(Don’t Fear) The Reaper” appears on the soundtracks of several films and TV shows, most notably the 1978 horror film Halloween and its 2007 remake. In addition, “(Don’t Fear) The Reaper” was also featured in the films Gone Girl and Holding the Man, as well as the television shows Orange Is the New Black, 12 Monkeys, Parks and Recreation, Supernatural, The Americans, and Agents of S.H.I.E.L.D.. The track also appeared as the first song used in the BBC Three Sitcom Uncle starring Nick Helm. The song features prominently in the 1996 video game Ripper, appearing more than once throughout the course of the game and serving as the solution to one of the game’s puzzles. The Worthless Peons sing an a cappella version of the song in the Scrubs episode “My Lawyer’s in Love“. Stephen King cited the song as the inspiration for his novel The Stand, and it appears as the theme song for the TV miniseries based on the novel. Its lyrics are also quoted at the beginning of the novel. In Terry Pratchett‘s Discworld novels, Death’s granddaughter Susan has the family motto Non Temetis Messor: “Don’t Fear the Reaper.” Pratchett’s own arms, granted in 2010, has another Latin version of the phrase: Noli Timere Messorem. A segment of the song was performed by Red Hot Chili Peppers on May 22, 2014, as the conclusion of a drumming contest between the band’s drummer Chad Smith and actor Ferrell. In a repeat of the 2000 SNL sketch, Ferrell again played cowbell for the rendition, which appeared on an episode of The Tonight Show Starring Jimmy Fallon. In October 2013, Banksy featured the song as part of one of his installations, titled “Reaper,” in New York City, U.S. (part of Better Out Than In); the song also appears on his YouTube video of the installation”.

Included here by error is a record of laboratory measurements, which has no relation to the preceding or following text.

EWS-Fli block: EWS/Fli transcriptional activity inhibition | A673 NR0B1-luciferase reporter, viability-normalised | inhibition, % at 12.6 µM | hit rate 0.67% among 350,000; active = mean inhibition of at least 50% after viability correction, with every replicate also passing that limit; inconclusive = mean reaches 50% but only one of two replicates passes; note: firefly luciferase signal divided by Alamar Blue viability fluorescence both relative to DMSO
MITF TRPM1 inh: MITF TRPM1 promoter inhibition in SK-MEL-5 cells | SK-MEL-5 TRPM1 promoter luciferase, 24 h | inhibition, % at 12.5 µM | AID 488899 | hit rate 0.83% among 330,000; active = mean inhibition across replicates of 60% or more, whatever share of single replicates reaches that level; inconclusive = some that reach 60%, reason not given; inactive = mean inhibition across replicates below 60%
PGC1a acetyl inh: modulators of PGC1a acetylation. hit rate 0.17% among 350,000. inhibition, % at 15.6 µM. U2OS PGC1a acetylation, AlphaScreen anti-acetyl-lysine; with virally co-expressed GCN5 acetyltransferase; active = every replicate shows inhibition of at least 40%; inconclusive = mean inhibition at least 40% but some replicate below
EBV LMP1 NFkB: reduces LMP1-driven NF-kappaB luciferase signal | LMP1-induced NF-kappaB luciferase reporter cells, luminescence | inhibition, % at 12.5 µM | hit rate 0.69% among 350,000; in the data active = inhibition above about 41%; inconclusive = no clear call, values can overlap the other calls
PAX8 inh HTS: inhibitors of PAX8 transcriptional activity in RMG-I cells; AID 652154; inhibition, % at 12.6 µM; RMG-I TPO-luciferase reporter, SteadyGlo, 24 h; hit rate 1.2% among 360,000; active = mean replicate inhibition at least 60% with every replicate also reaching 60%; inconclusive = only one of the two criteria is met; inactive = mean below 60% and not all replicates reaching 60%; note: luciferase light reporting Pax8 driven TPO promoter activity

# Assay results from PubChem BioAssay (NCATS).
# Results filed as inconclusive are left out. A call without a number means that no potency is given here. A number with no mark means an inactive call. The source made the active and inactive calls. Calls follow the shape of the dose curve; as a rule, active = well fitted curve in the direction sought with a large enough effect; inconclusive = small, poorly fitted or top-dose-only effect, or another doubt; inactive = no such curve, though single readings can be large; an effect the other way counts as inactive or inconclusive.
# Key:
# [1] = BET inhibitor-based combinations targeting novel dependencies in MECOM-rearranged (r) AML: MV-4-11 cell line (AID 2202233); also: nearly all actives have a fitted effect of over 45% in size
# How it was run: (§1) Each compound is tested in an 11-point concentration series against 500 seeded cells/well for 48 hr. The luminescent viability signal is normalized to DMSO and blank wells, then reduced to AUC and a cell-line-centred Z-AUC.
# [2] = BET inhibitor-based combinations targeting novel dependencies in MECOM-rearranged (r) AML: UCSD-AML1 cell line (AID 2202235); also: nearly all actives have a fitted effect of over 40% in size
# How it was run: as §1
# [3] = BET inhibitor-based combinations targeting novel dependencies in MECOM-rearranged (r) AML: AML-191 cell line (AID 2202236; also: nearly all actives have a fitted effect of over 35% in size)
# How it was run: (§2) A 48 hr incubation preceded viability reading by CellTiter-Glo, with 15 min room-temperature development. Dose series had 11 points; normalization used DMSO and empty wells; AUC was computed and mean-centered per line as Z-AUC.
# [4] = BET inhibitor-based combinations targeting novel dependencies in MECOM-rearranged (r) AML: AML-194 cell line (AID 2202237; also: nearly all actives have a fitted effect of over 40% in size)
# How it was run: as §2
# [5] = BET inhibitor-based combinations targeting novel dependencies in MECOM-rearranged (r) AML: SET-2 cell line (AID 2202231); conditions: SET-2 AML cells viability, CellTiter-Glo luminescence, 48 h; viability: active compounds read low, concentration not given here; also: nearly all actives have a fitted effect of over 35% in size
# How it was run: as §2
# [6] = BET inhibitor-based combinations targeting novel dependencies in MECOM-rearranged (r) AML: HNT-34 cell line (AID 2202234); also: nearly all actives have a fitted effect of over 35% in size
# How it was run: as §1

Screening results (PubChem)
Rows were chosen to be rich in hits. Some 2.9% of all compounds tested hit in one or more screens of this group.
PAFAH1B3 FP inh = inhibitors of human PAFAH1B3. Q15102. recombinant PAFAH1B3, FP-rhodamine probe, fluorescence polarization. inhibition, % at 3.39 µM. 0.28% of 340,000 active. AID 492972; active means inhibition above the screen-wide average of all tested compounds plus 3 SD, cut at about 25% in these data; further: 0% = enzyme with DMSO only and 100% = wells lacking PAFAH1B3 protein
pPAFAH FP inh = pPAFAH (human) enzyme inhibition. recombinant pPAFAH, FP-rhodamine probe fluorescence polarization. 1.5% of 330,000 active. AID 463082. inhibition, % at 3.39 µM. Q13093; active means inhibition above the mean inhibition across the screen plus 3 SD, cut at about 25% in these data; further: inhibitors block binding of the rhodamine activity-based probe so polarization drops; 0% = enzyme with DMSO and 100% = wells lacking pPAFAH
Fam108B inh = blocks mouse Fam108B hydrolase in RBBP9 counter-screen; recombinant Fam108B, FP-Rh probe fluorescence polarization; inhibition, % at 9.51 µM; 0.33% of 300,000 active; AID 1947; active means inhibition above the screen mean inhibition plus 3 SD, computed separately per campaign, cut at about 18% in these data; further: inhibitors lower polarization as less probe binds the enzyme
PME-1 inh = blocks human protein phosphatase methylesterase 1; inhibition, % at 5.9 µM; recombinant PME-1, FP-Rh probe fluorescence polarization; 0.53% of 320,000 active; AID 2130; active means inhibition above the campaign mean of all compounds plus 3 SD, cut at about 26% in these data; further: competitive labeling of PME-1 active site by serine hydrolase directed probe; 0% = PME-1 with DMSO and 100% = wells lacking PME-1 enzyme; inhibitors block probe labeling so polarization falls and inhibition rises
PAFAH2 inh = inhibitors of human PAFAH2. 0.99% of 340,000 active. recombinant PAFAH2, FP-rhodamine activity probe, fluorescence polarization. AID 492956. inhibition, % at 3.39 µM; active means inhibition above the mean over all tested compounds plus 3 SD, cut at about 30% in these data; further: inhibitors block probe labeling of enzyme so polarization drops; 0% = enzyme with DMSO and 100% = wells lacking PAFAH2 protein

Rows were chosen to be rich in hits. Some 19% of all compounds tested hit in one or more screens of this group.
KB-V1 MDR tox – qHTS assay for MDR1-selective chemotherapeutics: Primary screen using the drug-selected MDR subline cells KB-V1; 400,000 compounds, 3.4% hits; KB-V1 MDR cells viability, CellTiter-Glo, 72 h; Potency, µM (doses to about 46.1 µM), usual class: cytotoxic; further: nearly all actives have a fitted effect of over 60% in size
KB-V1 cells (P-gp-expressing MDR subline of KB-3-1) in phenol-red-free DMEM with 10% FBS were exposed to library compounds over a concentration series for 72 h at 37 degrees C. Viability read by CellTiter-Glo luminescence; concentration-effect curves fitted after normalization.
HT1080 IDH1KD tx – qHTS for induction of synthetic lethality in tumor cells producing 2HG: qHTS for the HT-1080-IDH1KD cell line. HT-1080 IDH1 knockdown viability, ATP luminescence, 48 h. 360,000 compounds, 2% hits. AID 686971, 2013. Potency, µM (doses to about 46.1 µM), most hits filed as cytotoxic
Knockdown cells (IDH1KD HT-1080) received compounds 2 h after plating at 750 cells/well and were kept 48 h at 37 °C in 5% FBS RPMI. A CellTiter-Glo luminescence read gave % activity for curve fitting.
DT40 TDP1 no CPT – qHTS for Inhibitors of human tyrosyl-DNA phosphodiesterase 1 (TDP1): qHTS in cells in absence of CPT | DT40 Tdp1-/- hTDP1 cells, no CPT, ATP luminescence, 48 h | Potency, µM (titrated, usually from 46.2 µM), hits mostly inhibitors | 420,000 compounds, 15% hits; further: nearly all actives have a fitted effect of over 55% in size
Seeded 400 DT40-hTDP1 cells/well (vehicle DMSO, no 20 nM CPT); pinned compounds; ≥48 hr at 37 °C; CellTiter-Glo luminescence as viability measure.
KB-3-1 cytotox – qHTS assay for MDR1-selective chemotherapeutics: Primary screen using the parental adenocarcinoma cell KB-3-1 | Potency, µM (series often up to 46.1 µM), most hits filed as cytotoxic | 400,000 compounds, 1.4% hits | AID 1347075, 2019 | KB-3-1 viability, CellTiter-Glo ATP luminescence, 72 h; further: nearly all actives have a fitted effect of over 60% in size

(Wikipedia, voce (Don’t Fear) The Reaper)

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Brano proposto da: Arturo Bandini
Direttore: Arturo Bandini ([email protected])
Responsabile Quality: Alessandro Menegaz ([email protected])